URLs du Jour

2017-01-02

A true hodgepodge today…

  • Any Star Wars geek will want to read "Leia Organa: A Critical Obituary"

    While Leia Organa’s letters, doctrines and later, command directives formed the ideological-strategic core of the Alliance, she avoided the leadership roles assumed by her father and Mon Mothma. Indeed, she used the courtesy title Princess (afforded by her adopted parents, as elected officials in Alderaan’s post-monarchic democracy) sparingly, and purely for political effect. She became a field operative instead, managing diverse intelligence assets under the cover of diplomatic and sapient-relief travel. Before the Battle of Scarif, her missions shared intelligence with numerous Alliance cells. Her uncanny ability to predict the actions of enemies and allies alike made her essential, but the Alliance treated her warily, concerned she might manipulate its forces for her own ends.

  • Mark Steyn has a wonderful obit for Debbie Reynolds.

    When Arthur Freed and his directors Gene Kelly and Stanley Donen cast Debbie Reynolds in Singin' In The Rain, she was a 19-year-old who was good at gymnastics. But she wasn't a dancer, and she was supposed to dance with two of the greatest screen dancers of all - Kelly and Donald O'Connor. MGM wanted her youth and sweetness and wholesomeness - which were vitally important in a cast of wisecracking cynics and fakers. But they also needed her to move around at a high level of fluidity and competence. Kelly was impatient, and cruel and dismissive. (Afterwards, he was amazed that Reynolds was still willing to speak to him.) At the end of shooting one day, MGM's other dance star Fred Astaire happened to be wandering past the sound stage and noticed sobbing sounds coming from the piano. Underneath he found a distraught Debbie. Astaire offered to help teach her the routines. Her pep and pluck got her the rest of the way. If you watch "Good Morning" carefully, you can see Kelly and O'Connor are the two old pros and she's the neophyte. But so what? That was kind of her character in the plot, and she keeps up, and holds her own. At the end of the sequence, her feet were bleeding - and, as she famously said, the two hardest things she ever did were childbirth and Singin' In The Rain. And on the latter there was no CGI to serve as a production epidural.

    I own the Singin' in the Rain DVD; after I watch that movie, my face hurts from all the smiling.

  • Ah, but it's not all about dead movie stars at Pun Salad today. At NR, Kevin D. Williamson puts the grades on "Obama’s Last Report Card". Parallels with LBJ are drawn, because neither guy performed up to the expectations implied by their elections.

    Republicans know what Barack Obama has accomplished: The GOP practically has never been in a better position politically, with the state legislatures and governorships, the House and the Senate, and a newly minted Republican president. (A ritual acknowledgement of Hubris, who is also a jealous god, is here appropriate.) But Democrats should be asking themselves what Barack Obama has accomplished, too: He has decimated their party. The things they care the most about are, from the progressive point of view, mostly either in stasis or in regress: climate-change legislation, economic inequality, abortion, transnational governance, etc. The Left is strangely focused at the moment on exotica such as which dressing room transsexuals use at the gym and whether nonconformist bakers can be obliged at gunpoint to bake a cake for Bill and Ted’s excellent wedding. Their national leaders are elderly, intellectually narrow hacks of the kind who give hacks a bad name. Their great hope is an author of self-help books who smoothed her academic career by pretending to be a Cherokee.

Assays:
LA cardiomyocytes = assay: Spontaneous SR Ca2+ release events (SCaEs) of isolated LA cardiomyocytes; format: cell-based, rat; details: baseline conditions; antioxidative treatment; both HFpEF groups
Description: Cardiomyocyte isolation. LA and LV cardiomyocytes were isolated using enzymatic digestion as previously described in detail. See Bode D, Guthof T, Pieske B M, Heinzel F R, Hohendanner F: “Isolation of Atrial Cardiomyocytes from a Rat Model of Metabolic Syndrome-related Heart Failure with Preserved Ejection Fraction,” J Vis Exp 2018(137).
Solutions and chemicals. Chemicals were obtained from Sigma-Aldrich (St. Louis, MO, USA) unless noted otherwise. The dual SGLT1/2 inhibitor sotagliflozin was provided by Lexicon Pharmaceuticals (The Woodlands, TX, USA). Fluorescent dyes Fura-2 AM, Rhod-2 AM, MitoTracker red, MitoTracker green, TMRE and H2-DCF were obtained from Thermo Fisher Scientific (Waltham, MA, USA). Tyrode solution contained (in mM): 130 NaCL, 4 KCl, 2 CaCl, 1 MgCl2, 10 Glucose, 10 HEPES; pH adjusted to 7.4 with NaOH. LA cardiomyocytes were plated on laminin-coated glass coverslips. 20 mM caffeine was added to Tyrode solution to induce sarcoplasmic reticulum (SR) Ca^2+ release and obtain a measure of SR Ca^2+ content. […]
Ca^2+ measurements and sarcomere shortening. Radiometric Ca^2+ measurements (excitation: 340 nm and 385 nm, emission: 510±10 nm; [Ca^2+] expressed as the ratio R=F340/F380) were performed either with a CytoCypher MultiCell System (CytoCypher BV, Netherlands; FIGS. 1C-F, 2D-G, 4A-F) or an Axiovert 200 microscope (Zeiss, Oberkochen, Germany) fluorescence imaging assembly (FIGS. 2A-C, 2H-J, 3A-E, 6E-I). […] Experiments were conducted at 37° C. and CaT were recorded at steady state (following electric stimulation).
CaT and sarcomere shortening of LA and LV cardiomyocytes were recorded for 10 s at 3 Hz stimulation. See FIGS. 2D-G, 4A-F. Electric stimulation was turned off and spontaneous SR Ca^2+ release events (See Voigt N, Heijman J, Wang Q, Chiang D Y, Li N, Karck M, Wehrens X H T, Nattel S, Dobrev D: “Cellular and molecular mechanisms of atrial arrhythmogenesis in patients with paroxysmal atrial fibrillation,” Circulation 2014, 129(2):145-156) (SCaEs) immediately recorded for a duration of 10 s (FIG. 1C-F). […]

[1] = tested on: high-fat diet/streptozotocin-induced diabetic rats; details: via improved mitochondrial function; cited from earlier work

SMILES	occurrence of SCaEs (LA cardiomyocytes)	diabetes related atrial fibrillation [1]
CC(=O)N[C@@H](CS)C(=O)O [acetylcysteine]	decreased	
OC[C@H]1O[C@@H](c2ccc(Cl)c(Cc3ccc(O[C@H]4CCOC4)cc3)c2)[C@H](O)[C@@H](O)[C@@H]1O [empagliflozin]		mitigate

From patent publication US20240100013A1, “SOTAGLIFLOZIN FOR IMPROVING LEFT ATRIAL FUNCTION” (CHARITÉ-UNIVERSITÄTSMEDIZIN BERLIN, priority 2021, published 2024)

Heh! Save that last sentence for 2020.

  • Megan McArdle notes the latest proposed Democrat hack to get Merrick Garland on the Supreme Court. How would they manage that feat?

    That’s a very good question! The answer some progressives have come up with is that there will be a nanosecond gap between when the outgoing senators leave office, and the new ones are sworn in. During that gap, there will be more Democrats left than Republicans. So the idea is to call that smaller body into session, vote on the nomination, and voila! -- a new Supreme Court justice. Alternatively, President Obama could use that gap to make a recess appointment.

    Megan submits this plot to a deserved amount of scorn, both theoretical and practical.

  • James Lileks: his resolutions are better than yours and mine.

    I resolve not to ask the dog who's a good boy, because not one of the male children I've met ever chewed up a lame chipmunk. I will ask, "Who's a familiar representative of his species? You are! Yes, you are." And the tail will thump just the same.

    I will adopt that one too, assuming I can remember it.

  • The post-election Donald:

    The pre-election Donald:

    The only thing we have is a phony, artificial stock market. So people think—But I’ll tell you what, nothing relates to the stock. Even in New York, on Wall Street and stuff, people think Wall Street. It’s a whole different world. The stock market is a phony number and it’s gotten there because nobody is paying any interest. When interest rates go up a little bit, you’ll see some very bad and very interesting things happen.

    Less than five months between these two statements. Why, it's almost as if he's making stuff up as he goes along!

  • But he's far from alone. (Pardon the language.)

    "Laci Green", according to Wikipedia is "an American YouTube video-blogger, public sex educator, and feminist activist. She has hosted online sex education content on behalf of Planned Parenthood and Discovery News." And she's moody.